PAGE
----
November 13, 2010

“This is the thing I’m least proud of”


I come to this project knowing nothing about beer. I’ve never made beer. Until recently I never really drank beer. I was turned on by a Mikkeller beer, a beer from Denmark imported by the Shelton Brothers who operate in a town next to where I grew up. But I didn’t even know that when I drank the beer. I just knew I loved the way it tasted.

And that’s what beer is going to be about at Clover: taste. First and foremost we want to bring beer into the culinary space. We want to serve you some stuff that tastes great (assuming you’re over 21 of course).

Back to me and my complete ignorance of how beer is made. Jon Cadoux, of Peak Organic, was kind enough to carve out a few hours on a rainy evening in Portland, ME the other week to give us a tour. Portland is home ofsome beautiful beers, including Peak, and Allagash. Jon was very patient as I asked a ton of questions and tried to understand the entire process.

One of the things that struck me was how focused Jon is on suppliers and ingredients. Sort of like most good chefs. It almost felt like he’s approached beer saying: let’s get the suppliers and inputs right, and we’ll figure out the best way to showcase those. Sort of like the coffee we serve. Get the beans you like from individual growers, then roast them to bring out their best qualities.

So when we turned the corner and Jon said “now I’m going to show you what I’m least proud of” I was expecting it to be some additive or something. It wasn’t. It was pallets upon pallets of empty glass bottles. (For the record Peak doesn’t use additives which is really unusual. No anti-foaming agents, etc.)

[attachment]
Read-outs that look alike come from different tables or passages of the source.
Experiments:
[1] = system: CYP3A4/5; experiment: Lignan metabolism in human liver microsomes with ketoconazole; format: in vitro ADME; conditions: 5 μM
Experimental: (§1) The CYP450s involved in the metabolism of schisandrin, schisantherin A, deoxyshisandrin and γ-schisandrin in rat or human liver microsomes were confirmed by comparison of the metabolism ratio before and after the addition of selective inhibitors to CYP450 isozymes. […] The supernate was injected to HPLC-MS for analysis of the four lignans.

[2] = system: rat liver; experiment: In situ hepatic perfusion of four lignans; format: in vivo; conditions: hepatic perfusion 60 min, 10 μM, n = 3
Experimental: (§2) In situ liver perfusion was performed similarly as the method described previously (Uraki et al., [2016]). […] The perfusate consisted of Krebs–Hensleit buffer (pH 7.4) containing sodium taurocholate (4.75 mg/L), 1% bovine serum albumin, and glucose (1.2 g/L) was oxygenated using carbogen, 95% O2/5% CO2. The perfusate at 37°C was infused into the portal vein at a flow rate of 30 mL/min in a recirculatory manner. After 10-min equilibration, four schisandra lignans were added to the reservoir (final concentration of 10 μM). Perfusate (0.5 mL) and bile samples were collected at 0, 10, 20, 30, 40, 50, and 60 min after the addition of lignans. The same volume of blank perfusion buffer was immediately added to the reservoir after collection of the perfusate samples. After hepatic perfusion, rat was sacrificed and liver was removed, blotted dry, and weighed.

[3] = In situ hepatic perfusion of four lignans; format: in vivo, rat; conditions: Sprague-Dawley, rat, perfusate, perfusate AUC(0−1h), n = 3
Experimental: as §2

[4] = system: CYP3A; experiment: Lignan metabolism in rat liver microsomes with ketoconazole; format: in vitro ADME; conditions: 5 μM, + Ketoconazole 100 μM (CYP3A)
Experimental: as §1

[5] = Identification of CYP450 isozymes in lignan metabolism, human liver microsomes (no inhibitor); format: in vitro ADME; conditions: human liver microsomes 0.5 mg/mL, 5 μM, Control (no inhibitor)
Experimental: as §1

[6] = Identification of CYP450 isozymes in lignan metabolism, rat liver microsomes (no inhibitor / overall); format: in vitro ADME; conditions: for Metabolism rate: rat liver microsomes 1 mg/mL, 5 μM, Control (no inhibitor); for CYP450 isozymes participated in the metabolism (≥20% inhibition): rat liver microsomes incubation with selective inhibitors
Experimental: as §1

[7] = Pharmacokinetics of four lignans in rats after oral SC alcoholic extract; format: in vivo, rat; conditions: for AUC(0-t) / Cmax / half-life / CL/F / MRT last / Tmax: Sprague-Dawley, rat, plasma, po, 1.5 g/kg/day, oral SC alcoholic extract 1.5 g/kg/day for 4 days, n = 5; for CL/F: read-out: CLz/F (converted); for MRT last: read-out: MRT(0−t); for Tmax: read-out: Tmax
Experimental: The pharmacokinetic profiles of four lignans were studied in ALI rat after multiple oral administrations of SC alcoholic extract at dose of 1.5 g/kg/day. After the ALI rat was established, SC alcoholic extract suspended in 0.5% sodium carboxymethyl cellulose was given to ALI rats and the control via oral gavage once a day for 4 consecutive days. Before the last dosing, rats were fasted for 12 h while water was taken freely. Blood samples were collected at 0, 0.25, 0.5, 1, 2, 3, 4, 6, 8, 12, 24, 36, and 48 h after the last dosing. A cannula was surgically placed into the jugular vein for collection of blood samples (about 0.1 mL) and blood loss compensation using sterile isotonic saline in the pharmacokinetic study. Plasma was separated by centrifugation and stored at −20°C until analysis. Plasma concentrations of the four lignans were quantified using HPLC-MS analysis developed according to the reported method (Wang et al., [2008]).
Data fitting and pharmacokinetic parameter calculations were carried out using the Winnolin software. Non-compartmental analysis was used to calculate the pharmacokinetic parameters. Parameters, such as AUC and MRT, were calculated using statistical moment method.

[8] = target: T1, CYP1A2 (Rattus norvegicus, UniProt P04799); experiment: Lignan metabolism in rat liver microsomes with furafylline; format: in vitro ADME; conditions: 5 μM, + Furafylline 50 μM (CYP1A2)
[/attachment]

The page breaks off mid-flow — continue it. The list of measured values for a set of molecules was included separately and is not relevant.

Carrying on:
Jon explained to me that the glass industry, for all they spin about recycling and reusability, makes him sick. “These bottles are not going to be recycled” he said (or something like that) and those that are take a massive amount of energy/ waste to process.

It was Jon who first suggested we move away from bottles (which is what I was planning) and serve draft only. Not because draft is somehow fresher, but because it would eliminate waste. We’re talking about 400 servings from one keg, which when empty is sent back the brewer to be cleaned and re-filled. And you’re going to be drinking from our compostable cups (more on that later). So 400 glass bottles/ keg are not going to be used. Crazy, and exciting, isn’t it?

One other quick story about our trip, and then some pictures. Jon took us into a large walk-in. Much larger than ours. And he said: “this is my favorite room.” I didn’t know what he was talking about until I took a deep breath. It was the hops room. And the aroma was just crazy. Really amazing. Peak works with some really really small producers (I’m talking 4 zip-lock bags represent the entire year’s crop small), with the hopes that they can grow more organic.

We’re excited to be learning about all of this, and excited to be entering at what is looking to me like a turning point in beer. We have the most amazing beers being made. With incredible local talent. There’s an effort to grow better ingredients, and to source those locally. And soon, we hope, we’ll be able to buy beer made from ingredients that are processed in Massachusetts (which hasn’t been the case in something like 80 years). In 2009 Peak just helped bring the first Maine grown commercial harvest of hops since the 1880s, and they were organic. And the most exciting thing about all of this, like the food on your plate, is that the local stuff tastes better. I can’t wait.

I love Maine. That looks like something I’d do.

That is one farmer’s annual supply of hops. He bought a vacuum sealer at Target to package them.

That’s Rolando with his nose buried in hops. We’re going to have to get a bag of these. You know how much fun it is to take a deep inhale of a great coffee from the bag? I think hops is a step beyond that.

Those are the giant tanks where the beer is made.

That is yeast bubbles. Beautiful, hunh? Some beer is made exposed to the air (this one) other beer is made without exposure to the air. I’m guessing it’s aerobic and anaerobic bacteria, but I haven’t done enough research to confirm that yet.

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